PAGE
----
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Cleveland East Entrance Lighthouse

Set on the southern shore of Lake Erie at the mouth of the Cuyahoga River, Cleveland early on became an important port in the Great Lakes region. In the early 1830's, as Cleveland's waterways were attracting an ever-increasing number of vessels for industry and transportation, the city erected its first light station. But because Lake Erie is relatively shallow and storms can quickly stir up huge and violent waves, the city eventually added a 700-foot long breakwater to protect its inner harbor.

To help vessels safely navigate between the breakwater arms and the piers, additional lights were placed at each end of the breakwater. The original light at the east entrance to Cleveland Harbor, a small skeleton tower topped by a square room, was built in 1915. Its red beacon helped guide ships into the eastern part of the harbor.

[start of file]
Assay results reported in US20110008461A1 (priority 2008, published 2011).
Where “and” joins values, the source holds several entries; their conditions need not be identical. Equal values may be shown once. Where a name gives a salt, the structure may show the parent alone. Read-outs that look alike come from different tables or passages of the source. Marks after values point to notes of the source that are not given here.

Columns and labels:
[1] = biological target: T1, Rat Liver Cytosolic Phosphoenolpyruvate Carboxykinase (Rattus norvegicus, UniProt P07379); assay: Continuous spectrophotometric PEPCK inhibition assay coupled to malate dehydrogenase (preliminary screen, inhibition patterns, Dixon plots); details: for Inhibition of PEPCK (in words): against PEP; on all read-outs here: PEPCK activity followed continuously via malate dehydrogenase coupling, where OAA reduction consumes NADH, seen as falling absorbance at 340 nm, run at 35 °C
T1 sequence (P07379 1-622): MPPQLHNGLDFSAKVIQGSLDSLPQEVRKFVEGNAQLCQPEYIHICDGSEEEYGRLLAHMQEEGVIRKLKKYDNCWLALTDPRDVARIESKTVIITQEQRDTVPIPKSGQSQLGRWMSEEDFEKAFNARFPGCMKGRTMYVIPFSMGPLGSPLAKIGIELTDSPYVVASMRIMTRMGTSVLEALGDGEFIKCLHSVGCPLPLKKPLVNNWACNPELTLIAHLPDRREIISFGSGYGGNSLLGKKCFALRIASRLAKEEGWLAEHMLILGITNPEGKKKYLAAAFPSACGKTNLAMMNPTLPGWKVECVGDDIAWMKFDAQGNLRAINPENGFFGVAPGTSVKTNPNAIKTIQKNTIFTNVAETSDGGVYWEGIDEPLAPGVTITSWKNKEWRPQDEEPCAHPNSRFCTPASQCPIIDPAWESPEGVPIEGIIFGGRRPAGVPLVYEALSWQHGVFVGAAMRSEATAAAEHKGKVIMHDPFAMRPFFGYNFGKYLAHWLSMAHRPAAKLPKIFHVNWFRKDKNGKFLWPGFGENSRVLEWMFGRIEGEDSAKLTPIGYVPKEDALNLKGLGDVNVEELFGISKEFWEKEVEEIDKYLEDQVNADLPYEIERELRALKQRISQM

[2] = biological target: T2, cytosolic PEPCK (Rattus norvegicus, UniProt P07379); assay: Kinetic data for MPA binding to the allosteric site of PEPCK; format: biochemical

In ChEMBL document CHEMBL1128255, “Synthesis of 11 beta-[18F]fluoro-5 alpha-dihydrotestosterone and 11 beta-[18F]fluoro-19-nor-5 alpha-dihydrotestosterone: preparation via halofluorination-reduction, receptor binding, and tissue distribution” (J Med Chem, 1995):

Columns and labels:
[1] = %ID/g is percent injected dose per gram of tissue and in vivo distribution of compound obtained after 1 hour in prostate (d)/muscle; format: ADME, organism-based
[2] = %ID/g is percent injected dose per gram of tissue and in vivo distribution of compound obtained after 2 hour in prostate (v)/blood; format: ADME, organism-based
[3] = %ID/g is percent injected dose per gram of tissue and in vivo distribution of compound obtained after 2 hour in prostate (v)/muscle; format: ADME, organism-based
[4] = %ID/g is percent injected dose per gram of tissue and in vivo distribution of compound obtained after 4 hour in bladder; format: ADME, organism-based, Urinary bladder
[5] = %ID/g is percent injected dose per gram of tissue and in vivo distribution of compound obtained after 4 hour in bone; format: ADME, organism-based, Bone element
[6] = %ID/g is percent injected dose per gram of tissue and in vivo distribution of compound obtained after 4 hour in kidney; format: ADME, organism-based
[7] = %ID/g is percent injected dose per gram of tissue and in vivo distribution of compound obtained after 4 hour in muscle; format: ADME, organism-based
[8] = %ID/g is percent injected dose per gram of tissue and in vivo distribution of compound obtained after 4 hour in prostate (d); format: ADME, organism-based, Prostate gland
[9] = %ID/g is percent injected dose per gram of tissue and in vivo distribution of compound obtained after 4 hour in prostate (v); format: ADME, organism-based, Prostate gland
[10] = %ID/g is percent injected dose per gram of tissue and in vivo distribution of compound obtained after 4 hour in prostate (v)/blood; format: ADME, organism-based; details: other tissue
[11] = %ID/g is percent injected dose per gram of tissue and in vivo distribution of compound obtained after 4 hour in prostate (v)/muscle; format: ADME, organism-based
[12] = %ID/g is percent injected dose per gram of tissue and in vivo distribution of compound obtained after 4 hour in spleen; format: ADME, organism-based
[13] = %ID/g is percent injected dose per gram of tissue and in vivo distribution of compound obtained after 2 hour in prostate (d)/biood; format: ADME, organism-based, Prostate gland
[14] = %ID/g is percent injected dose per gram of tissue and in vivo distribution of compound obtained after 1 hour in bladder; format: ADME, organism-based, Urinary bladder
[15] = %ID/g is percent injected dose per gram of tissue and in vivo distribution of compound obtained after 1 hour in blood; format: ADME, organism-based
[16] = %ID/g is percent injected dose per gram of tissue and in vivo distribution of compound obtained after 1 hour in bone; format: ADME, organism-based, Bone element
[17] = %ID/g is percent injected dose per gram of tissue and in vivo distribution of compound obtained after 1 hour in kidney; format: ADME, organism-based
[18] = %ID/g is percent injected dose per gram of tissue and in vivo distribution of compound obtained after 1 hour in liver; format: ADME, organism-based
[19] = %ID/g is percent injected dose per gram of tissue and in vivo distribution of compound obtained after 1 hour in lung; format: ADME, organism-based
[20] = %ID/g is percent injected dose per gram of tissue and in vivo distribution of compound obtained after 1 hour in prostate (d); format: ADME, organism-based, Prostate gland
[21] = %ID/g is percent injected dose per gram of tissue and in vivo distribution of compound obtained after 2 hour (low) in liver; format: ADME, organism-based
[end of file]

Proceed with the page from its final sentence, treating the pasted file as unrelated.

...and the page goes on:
After several decades, it was replaced by a modern D9 steel tower, like other pierhead lights on the Great Lakes. The current cylindrical 47-foot tower is white with a distinctive red band in the middle. It also has a red light that flashes three seconds on, three seconds off, and is still an active aid to navigation. Because the breakwater is not attached to the shore, the light is accessible by boat only.

Established: 1915
Status: Active
Location: At the east end of the long breakwater forming the Cleveland harbor.


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